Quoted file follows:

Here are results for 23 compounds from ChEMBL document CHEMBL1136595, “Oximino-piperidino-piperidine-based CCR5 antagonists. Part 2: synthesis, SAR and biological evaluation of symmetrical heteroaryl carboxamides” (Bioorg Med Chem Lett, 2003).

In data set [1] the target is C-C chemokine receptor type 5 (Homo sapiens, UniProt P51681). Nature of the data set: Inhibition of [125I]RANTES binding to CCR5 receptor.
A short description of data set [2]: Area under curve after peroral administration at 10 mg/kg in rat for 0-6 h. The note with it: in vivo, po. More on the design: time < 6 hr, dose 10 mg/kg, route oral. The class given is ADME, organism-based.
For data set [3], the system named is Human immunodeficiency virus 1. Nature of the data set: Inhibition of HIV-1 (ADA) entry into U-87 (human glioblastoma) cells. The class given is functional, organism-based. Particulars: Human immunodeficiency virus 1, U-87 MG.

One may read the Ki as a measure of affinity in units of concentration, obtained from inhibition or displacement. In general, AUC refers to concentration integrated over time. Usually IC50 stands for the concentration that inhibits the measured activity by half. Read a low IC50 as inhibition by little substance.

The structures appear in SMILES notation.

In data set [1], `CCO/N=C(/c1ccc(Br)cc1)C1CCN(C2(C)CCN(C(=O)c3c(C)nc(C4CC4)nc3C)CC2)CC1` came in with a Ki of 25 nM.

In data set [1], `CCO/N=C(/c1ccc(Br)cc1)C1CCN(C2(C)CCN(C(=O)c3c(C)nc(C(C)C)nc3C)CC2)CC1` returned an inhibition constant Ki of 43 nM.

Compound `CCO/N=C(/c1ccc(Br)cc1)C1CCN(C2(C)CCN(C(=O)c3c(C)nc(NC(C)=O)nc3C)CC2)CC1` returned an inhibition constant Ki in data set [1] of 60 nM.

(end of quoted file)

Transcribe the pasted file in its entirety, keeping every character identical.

Here are results for 23 compounds from ChEMBL document CHEMBL1136595, “Oximino-piperidino-piperidine-based CCR5 antagonists. Part 2: synthesis, SAR and biological evaluation of symmetrical heteroaryl carboxamides” (Bioorg Med Chem Lett, 2003).

In data set [1] the target is C-C chemokine receptor type 5 (Homo sapiens, UniProt P51681). Nature of the data set: Inhibition of [125I]RANTES binding to CCR5 receptor.
A short description of data set [2]: Area under curve after peroral administration at 10 mg/kg in rat for 0-6 h. The note with it: in vivo, po. More on the design: time < 6 hr, dose 10 mg/kg, route oral. The class given is ADME, organism-based.
For data set [3], the system named is Human immunodeficiency virus 1. Nature of the data set: Inhibition of HIV-1 (ADA) entry into U-87 (human glioblastoma) cells. The class given is functional, organism-based. Particulars: Human immunodeficiency virus 1, U-87 MG.

One may read the Ki as a measure of affinity in units of concentration, obtained from inhibition or displacement. In general, AUC refers to concentration integrated over time. Usually IC50 stands for the concentration that inhibits the measured activity by half. Read a low IC50 as inhibition by little substance.

The structures appear in SMILES notation.

In data set [1], `CCO/N=C(/c1ccc(Br)cc1)C1CCN(C2(C)CCN(C(=O)c3c(C)nc(C4CC4)nc3C)CC2)CC1` came in with a Ki of 25 nM.

In data set [1], `CCO/N=C(/c1ccc(Br)cc1)C1CCN(C2(C)CCN(C(=O)c3c(C)nc(C(C)C)nc3C)CC2)CC1` returned an inhibition constant Ki of 43 nM.

Compound `CCO/N=C(/c1ccc(Br)cc1)C1CCN(C2(C)CCN(C(=O)c3c(C)nc(NC(C)=O)nc3C)CC2)CC1` returned an inhibition constant Ki in data set [1] of 60 nM.